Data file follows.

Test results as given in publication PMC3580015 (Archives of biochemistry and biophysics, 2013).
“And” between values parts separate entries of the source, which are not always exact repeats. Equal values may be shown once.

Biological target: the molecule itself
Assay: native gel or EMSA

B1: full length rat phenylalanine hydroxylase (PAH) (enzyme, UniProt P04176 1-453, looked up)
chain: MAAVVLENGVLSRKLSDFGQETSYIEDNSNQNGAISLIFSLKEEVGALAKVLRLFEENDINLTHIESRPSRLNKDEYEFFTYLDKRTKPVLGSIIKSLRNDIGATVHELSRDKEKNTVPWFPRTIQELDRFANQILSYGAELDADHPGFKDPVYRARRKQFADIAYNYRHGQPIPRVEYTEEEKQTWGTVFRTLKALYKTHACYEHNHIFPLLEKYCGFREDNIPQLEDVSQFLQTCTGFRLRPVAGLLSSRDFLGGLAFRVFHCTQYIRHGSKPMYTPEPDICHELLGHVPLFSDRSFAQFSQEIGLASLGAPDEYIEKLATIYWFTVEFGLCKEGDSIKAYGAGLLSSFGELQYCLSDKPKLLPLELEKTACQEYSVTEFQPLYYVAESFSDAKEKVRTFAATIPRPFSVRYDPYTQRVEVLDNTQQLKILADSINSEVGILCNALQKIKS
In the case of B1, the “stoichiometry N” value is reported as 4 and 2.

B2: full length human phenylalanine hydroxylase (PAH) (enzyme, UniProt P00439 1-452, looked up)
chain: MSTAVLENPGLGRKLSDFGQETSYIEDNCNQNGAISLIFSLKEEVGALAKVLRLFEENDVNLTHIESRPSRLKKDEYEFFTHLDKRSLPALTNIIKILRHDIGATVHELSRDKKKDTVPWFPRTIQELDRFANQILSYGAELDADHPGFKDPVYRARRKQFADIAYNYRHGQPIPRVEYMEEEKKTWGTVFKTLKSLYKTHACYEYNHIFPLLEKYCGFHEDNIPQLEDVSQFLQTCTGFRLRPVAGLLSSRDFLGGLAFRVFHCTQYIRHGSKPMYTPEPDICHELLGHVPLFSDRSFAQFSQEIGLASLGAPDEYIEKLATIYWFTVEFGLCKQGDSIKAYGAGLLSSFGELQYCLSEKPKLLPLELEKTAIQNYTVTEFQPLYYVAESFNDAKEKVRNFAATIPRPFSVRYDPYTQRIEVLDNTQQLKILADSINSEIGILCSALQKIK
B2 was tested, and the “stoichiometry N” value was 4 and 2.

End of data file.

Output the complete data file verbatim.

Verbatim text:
Test results as given in publication PMC3580015 (Archives of biochemistry and biophysics, 2013).
“And” between values parts separate entries of the source, which are not always exact repeats. Equal values may be shown once.

Biological target: the molecule itself
Assay: native gel or EMSA

B1: full length rat phenylalanine hydroxylase (PAH) (enzyme, UniProt P04176 1-453, looked up)
chain: MAAVVLENGVLSRKLSDFGQETSYIEDNSNQNGAISLIFSLKEEVGALAKVLRLFEENDINLTHIESRPSRLNKDEYEFFTYLDKRTKPVLGSIIKSLRNDIGATVHELSRDKEKNTVPWFPRTIQELDRFANQILSYGAELDADHPGFKDPVYRARRKQFADIAYNYRHGQPIPRVEYTEEEKQTWGTVFRTLKALYKTHACYEHNHIFPLLEKYCGFREDNIPQLEDVSQFLQTCTGFRLRPVAGLLSSRDFLGGLAFRVFHCTQYIRHGSKPMYTPEPDICHELLGHVPLFSDRSFAQFSQEIGLASLGAPDEYIEKLATIYWFTVEFGLCKEGDSIKAYGAGLLSSFGELQYCLSDKPKLLPLELEKTACQEYSVTEFQPLYYVAESFSDAKEKVRTFAATIPRPFSVRYDPYTQRVEVLDNTQQLKILADSINSEVGILCNALQKIKS
In the case of B1, the “stoichiometry N” value is reported as 4 and 2.

B2: full length human phenylalanine hydroxylase (PAH) (enzyme, UniProt P00439 1-452, looked up)
chain: MSTAVLENPGLGRKLSDFGQETSYIEDNCNQNGAISLIFSLKEEVGALAKVLRLFEENDVNLTHIESRPSRLKKDEYEFFTHLDKRSLPALTNIIKILRHDIGATVHELSRDKKKDTVPWFPRTIQELDRFANQILSYGAELDADHPGFKDPVYRARRKQFADIAYNYRHGQPIPRVEYMEEEKKTWGTVFKTLKSLYKTHACYEYNHIFPLLEKYCGFHEDNIPQLEDVSQFLQTCTGFRLRPVAGLLSSRDFLGGLAFRVFHCTQYIRHGSKPMYTPEPDICHELLGHVPLFSDRSFAQFSQEIGLASLGAPDEYIEKLATIYWFTVEFGLCKQGDSIKAYGAGLLSSFGELQYCLSEKPKLLPLELEKTAIQNYTVTEFQPLYYVAESFNDAKEKVRNFAATIPRPFSVRYDPYTQRIEVLDNTQQLKILADSINSEIGILCSALQKIK
B2 was tested, and the “stoichiometry N” value was 4 and 2.